Recognizing Financial Abuse In Your Relationship
When most people think of domestic violence, they think of physical violence against a partner. Physical violence is just one of the ways an abusive individual can exert control over a partner. Others include emotional abuse, psychological abuse, and financial abuse. Financial abuse is control through the restriction of money access. It can easily be overlooked and go unnoticed by victims and their support networks because of the cultural taboos about discussing personal finances and ingrained gender roles regarding household funds.
Any type of domestic violence is unacceptable. For resources like confidential advice from a trained advocate to help leaving your home, contact the National Domestic Violence Hotline. When you face domestic violence, your best option is to file for divorce.
Signs of Financial Abuse in a Relationship
As mentioned above, financial abuse can be easy to overlook. It can look like frugality and financial conscientiousness to an outside observer. Financial abuse is not about saving money and making prudent financial choices; it is about restricting how an individual uses money. Financial abuse can include:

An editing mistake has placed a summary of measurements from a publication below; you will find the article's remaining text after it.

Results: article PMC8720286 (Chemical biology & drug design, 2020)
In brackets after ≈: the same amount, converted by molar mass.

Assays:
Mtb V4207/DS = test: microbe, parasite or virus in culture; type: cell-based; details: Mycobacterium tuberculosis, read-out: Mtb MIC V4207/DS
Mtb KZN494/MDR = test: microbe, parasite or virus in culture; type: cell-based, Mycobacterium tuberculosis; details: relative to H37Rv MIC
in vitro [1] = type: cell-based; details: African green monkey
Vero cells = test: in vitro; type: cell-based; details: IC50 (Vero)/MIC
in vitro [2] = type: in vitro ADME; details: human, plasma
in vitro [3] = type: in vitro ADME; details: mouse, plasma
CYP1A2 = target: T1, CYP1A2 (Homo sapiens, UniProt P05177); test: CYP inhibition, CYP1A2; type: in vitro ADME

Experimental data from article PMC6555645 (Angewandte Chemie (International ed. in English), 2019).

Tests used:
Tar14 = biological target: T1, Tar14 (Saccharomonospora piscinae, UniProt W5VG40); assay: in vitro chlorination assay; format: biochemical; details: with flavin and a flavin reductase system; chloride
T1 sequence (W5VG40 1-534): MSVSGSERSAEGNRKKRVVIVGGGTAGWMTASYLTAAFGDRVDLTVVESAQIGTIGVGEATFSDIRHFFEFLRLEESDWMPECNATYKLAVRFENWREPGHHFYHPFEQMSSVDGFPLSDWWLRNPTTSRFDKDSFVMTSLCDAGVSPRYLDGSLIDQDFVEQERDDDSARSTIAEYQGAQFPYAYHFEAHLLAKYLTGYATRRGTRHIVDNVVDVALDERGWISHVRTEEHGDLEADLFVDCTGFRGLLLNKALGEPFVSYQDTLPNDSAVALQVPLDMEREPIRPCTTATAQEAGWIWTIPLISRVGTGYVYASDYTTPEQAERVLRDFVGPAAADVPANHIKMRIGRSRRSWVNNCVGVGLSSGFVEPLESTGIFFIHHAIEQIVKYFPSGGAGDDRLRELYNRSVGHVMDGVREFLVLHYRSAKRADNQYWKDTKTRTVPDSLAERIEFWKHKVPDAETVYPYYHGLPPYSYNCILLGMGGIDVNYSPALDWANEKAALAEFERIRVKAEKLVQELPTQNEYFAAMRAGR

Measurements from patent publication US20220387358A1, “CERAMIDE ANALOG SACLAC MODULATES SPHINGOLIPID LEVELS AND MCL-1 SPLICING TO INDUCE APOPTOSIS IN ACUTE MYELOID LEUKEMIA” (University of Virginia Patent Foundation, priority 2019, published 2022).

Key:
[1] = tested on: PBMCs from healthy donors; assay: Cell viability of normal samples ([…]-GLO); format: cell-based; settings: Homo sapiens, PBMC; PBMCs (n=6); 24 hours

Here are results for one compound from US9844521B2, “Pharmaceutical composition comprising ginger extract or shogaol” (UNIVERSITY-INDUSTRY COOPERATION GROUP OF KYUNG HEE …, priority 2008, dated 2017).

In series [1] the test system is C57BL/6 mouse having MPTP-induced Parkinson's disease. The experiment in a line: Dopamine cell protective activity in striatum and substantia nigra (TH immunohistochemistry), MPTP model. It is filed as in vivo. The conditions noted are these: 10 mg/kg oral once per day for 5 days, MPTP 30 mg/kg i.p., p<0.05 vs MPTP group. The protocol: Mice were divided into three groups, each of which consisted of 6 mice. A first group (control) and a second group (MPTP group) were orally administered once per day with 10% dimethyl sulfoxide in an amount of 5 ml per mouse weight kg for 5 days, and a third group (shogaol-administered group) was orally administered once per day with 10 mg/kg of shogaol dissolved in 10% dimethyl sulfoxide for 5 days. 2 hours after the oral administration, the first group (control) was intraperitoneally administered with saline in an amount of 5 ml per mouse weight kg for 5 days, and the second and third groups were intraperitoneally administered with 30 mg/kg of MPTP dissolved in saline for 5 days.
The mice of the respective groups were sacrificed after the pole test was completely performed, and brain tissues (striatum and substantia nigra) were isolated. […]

- Requiring a partner to hand over his or her paycheck;
- Prohibiting a partner from working;
- Using a partner’s identity to open lines of credit and make purchases without his or her consent;
- Prohibiting a partner from making purchases, owning a credit card, or carrying money;
- Making financial decisions for the household without consulting one’s partner;
- Refusing to give a partner access to shared financial accounts; and
- Stealing from one’s partner.
Sometimes, financial abuse is less direct. Prohibiting a partner from driving to effectively prevent him or her from working can be considered a form of financial abuse. Similarly, forcing a partner to work at one’s business for no pay is another form of financial abuse.
All Forms of Domestic Violence are About Control
By restricting an individual’s access to money, an abusive partner keeps that individual under control. This is the same goal of all other types of domestic violence, like emotionally manipulating a partner into staying in a relationship or tampering with a partner’s birth control to keep him or her in the marriage through reproductive coercion.
In a healthy relationship, the couple works together to make financial decisions. Often, budgeting is necessary, and it is not abusive for a partner to veto a household purchase or to tell his or her spouse what they can afford to spend. Household financial planning crosses the line to financial abuse when one partner has all the power to control the money flow and the other must comply or face punishment.
Work with an Experienced Tampa Divorce Lawyer
If you are facing any type of domestic violence in your marriage, get help. Once you are safely out of the home, speak with an experienced divorce lawyer about enacting a protective order and starting the divorce process. When you are ready, contact our team of Tampa divorce lawyers at Bubley & Bubley, P.A. to set up your initial legal consultation in our office.